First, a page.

Could an English court require lawyers to make a video about their disclosure obligations?

August 12, 2014

I recently wrote an article about the Court of Appeal’s decision in Denton which I called Letting the punishment fits the crime as Mitchell gives way to Denton. As the title implies, I suggested that Denton took us some of the way back to Lord Justice Jackson’s intentions and that the courts were now better able to exert discipline in a way which had regard to Jackson’s original intentions. I cited Gilbert & Sullivan’s Mikado as a model for the idea that the punishment should fit the crime.

A US judge has taken this one step further. Faced by a party whose conduct of eDiscovery involved taking every point and other activities which lost sight of the “just, speedy and inexpensive” requirement in Rule 1 of the Federal Rules of Civil Procedure, the judge focused on the value of educating the delinquent lawyers. He required them to make a video explaining the proper way to manage eDiscovery. The story is well told in this article from Above the Law which annexes the judge’s order and sets out the more quotable passages in the ruling.

One is a generalised complaint about the conduct of eDiscovery which is worth repeating. It reads:

Discovery — a process intended to facilitate the free flow of information between parties — is now too often mired in obstructionism. Today’s “litigators” are quick to dispute discovery requests, slow to produce information, and all-too-eager to object at every stage of the process. They often object using boilerplate language containing every objection imaginable, despite the fact that courts have resoundingly disapproved of such boilerplate objections. Some litigators do this to grandstand for their client, to intentionally obstruct the flow of clearly discoverable information, to try and win a war of attrition, or to intimidate and harass the opposing party. Others do it simply because it’s how they were taught…. Whatever the reason, obstructionist discovery conduct is born of a warped view of zealous advocacy, often formed by insecurities and fear of the truth. This conduct fuels the astronomically costly litigation industry at the expense of “the just, speedy, and inexpensive determination of every action and proceeding.” Read the rest of this entry »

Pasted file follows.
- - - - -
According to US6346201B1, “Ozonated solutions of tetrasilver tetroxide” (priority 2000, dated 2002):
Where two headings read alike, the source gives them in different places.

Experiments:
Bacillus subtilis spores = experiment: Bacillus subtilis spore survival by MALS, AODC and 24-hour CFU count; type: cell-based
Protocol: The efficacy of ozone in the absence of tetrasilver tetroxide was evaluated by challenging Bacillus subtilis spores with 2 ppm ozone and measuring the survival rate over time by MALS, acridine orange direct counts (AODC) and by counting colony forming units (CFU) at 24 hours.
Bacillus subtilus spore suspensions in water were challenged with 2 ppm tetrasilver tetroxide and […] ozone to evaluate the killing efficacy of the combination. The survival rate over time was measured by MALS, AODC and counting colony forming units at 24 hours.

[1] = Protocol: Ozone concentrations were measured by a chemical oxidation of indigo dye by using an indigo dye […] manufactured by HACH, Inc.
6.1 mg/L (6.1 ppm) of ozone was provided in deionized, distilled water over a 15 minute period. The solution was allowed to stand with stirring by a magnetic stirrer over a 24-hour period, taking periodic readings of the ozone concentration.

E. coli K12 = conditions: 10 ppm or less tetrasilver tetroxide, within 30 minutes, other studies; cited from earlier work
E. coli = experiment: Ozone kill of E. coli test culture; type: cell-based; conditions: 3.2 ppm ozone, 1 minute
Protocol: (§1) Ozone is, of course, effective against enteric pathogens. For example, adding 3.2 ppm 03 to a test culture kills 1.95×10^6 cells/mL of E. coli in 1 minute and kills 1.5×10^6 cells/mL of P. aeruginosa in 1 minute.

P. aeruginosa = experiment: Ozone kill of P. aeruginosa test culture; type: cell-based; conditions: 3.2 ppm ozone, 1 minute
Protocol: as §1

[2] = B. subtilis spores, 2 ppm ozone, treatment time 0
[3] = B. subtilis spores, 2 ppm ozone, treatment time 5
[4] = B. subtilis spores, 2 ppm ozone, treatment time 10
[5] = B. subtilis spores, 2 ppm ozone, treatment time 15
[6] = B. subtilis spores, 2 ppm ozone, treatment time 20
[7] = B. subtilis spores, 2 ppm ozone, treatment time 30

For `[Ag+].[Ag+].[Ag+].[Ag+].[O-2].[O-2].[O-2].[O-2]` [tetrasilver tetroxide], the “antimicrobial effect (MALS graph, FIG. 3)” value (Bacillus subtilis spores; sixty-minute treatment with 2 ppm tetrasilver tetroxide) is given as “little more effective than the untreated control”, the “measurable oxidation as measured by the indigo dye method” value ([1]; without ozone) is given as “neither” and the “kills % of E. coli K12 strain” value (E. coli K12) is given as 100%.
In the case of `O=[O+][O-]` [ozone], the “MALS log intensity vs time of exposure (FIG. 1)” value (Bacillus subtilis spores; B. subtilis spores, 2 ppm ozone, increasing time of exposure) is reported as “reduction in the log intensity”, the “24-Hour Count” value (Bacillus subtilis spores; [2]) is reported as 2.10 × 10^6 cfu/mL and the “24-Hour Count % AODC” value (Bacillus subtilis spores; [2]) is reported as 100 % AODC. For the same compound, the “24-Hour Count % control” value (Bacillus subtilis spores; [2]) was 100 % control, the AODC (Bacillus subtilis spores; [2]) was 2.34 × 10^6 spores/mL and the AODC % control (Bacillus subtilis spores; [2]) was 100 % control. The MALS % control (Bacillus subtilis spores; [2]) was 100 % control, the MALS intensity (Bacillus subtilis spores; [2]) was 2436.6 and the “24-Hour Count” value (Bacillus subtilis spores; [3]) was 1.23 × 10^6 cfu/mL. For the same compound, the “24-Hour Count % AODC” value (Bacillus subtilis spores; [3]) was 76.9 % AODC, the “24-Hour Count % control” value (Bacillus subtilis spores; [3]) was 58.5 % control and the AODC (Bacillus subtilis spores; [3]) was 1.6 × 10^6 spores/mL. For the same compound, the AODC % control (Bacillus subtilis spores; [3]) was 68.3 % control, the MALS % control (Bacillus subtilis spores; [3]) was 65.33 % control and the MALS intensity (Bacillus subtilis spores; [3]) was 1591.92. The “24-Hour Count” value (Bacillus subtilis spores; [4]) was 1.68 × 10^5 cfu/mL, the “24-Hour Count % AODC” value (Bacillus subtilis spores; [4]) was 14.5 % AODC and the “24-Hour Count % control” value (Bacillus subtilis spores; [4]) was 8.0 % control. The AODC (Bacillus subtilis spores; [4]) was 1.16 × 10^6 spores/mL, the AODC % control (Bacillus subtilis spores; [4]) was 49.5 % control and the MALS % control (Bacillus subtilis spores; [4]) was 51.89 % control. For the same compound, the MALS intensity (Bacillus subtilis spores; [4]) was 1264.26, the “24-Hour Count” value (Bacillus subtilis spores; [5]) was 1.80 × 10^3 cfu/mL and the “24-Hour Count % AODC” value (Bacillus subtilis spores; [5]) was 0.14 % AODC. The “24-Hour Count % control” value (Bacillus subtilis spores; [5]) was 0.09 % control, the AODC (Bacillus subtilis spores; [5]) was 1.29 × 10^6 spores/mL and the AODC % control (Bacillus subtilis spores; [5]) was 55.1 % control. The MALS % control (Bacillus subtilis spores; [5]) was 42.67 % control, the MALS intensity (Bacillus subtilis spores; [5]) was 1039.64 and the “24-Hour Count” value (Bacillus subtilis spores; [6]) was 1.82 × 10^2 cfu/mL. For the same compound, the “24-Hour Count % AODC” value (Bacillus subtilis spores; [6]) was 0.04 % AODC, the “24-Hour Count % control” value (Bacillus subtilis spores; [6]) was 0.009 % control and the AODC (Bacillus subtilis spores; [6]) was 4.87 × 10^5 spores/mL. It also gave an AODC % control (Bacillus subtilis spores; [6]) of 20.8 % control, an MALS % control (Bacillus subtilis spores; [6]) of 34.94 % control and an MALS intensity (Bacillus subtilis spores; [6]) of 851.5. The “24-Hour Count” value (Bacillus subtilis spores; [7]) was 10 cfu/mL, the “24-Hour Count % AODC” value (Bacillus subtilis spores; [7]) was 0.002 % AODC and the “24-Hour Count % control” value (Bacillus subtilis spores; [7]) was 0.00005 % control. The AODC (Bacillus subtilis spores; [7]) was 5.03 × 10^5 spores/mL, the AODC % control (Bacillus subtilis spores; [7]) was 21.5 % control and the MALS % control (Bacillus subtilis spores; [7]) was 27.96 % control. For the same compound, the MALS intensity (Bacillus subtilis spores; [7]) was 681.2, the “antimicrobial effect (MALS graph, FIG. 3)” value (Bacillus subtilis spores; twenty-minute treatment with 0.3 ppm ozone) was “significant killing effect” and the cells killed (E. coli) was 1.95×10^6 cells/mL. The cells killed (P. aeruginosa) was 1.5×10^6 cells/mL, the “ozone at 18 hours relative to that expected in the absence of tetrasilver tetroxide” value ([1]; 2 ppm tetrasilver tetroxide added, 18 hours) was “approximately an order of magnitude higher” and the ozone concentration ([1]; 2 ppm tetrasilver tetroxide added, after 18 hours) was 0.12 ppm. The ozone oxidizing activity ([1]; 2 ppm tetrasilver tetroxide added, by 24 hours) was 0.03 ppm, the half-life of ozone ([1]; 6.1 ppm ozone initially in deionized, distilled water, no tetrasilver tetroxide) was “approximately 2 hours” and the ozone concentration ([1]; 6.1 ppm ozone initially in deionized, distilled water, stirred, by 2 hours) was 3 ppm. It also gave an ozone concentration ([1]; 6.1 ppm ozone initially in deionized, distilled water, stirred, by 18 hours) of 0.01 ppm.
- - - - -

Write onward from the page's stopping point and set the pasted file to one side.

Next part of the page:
Video marketing, fixed pricing of litigation services and Precedent H

August 7, 2014

You know how you sometimes start a conversation and quickly realise that you would have done well to keep your mouth shut? I did that last week. Fixed-price quotations for legal services and the defects of the CPR’s new budget requirements are important and interesting subjects; they were not, however, what I was after with my simple tweeted commendation of some video marketing in which I gratuitously said that the subject was interesting as well as the format. My main focus was on how you get messages across; what followed quickly became a discussion first about the message itself and then about the underlying practice problem.

I don’t complain about this by the way. This is how Twitter works, flipping from subject to (more or less) related subject, like pub conversations in which passers-by pick up on the bit which interests them and send the discussion down another track. Besides, the subjects of how you undertake legal work, how you quote for doing it, and how you describe your services and prices to the buyers in competition with others are closely related. Read the rest of this entry »